There are two versions of David Beckham. One is the exceptional footballer, a fine crosser, vigilant leader and one of the best right boots in the game. The other is the public hero, a celebrity in every sense of the word, and an instantly recognisable figure wherever he goes. While being a footballer essentially guarantees global popularity, Beckham took it to another level and, since his departure from England and Manchester United, his destinations have only served to enhance the = superstar in him.
The London-born midfielder left Manchester United after a highly-publicised bust-up with manager Sir Alex Ferguson in February 2003, and the following summer moved to Spain. Barcelona were seemingly the side he was set to join, with the two clubs having agreed on a transfer fee, but Florentino Pérez, hungry to add another gem to his group of Galácticos, swooped in and brought the Englishman to the Spanish capital. This was a move befitting of Beckham’s personality: Europe’s most successful club, a host of heroic teammates, and one of the most vibrant cities in the world.
At the Santiago Bernabéu, over the course of Beckham’s four-year stay, there were two common trends: underperformance and change. Given the squad Pérez had assembled, Ballon d’Or winners aplenty, there was the expectation that they would dominate and challenge for the most prestigious prizes. Instead, they stuttered.
After a promising start in Beckham’s first months, winning the Spanish Super Cup and masterminding a victory at Camp Nou – their first in 20 years – which the Englishman contributed heavily to, they slacked off, finishing fourth in LaLiga, losing in the final of the Copa del Rey and getting eliminated from the Champions League at the quarter-final stage. This was an underwhelming return to a major investment and, the next season, there wouldn’t be much that was different.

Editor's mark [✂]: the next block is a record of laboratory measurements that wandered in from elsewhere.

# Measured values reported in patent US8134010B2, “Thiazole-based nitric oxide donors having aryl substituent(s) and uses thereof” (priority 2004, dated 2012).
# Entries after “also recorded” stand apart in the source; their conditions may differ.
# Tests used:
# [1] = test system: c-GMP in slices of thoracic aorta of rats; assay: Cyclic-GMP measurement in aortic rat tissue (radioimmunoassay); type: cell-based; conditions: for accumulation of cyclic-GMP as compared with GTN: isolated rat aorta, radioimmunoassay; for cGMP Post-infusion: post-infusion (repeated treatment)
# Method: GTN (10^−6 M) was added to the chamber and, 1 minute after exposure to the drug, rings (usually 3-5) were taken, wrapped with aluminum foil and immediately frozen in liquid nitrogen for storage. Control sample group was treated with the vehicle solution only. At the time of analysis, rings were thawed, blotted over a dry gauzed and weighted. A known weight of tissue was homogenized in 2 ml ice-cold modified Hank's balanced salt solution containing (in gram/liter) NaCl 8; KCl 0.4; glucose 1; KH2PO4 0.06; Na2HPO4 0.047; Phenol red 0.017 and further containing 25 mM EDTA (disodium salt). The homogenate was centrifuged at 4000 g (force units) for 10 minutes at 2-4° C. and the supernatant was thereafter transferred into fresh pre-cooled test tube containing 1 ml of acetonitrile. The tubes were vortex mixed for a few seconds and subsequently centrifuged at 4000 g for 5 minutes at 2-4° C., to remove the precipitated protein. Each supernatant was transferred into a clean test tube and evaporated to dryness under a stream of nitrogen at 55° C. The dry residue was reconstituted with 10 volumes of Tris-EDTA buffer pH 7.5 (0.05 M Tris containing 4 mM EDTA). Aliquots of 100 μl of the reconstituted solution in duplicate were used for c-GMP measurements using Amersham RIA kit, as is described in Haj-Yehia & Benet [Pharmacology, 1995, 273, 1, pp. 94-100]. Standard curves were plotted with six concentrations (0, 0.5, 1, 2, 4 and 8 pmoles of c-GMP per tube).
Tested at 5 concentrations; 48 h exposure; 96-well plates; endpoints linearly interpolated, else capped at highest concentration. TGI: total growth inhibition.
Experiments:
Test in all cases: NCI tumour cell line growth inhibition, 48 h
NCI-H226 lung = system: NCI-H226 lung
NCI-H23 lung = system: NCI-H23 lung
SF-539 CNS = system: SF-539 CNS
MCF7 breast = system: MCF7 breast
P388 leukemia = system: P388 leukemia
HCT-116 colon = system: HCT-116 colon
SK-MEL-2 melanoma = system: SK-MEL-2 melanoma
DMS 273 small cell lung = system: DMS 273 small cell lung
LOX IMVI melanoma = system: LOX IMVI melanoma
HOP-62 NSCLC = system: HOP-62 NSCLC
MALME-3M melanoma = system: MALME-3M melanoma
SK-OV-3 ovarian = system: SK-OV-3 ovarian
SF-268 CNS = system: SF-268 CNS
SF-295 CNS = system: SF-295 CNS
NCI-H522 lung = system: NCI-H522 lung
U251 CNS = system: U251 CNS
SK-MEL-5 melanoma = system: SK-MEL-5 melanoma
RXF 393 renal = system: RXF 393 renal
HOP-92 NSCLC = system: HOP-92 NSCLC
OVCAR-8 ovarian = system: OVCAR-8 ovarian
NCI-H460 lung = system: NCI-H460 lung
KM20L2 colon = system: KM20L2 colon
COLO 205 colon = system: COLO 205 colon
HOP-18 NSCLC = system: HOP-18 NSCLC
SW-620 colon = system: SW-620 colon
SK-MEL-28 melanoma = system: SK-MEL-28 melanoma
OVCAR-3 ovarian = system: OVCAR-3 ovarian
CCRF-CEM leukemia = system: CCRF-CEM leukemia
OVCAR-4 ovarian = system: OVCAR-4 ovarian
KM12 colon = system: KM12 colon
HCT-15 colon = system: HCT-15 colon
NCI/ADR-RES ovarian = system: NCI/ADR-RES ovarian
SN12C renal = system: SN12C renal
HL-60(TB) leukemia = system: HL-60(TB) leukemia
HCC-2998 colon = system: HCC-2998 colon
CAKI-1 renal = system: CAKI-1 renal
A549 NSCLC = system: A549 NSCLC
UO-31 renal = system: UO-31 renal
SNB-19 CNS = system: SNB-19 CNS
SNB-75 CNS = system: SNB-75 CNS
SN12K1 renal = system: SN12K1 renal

To Beckham’s credit, he did prove to be one of their more influential players, creating chances and becoming one of the league’s top assisters, but he couldn’t conjure up a major honour. In his second season, Los Blancos finished second in the league and exited the Champions League in the second round.
Much of the reason for these inconsistencies was the second big trend: change. Pérez’s chop-and-change approach to managers didn’t go down well, and the ones he did bring in perhaps didn’t suit the side. After Beckham joined the club, he had to work with the likes of Carlos Quieroz, José Antonio Camacho and Mariano García Remón.
That policy continued into the next season, where Real Madrid were once again trophyless as Juan Ramón López Caro was given the chance to try his luck at achieving success. The Galácticos project was rightfully seen as a failure, as the biggest stars lacked the right names to support them and failed to shine. But it ended strongly for Beckham, though. In his final season – 2006/07 – Fabio Capello took charge and finally won LaLiga.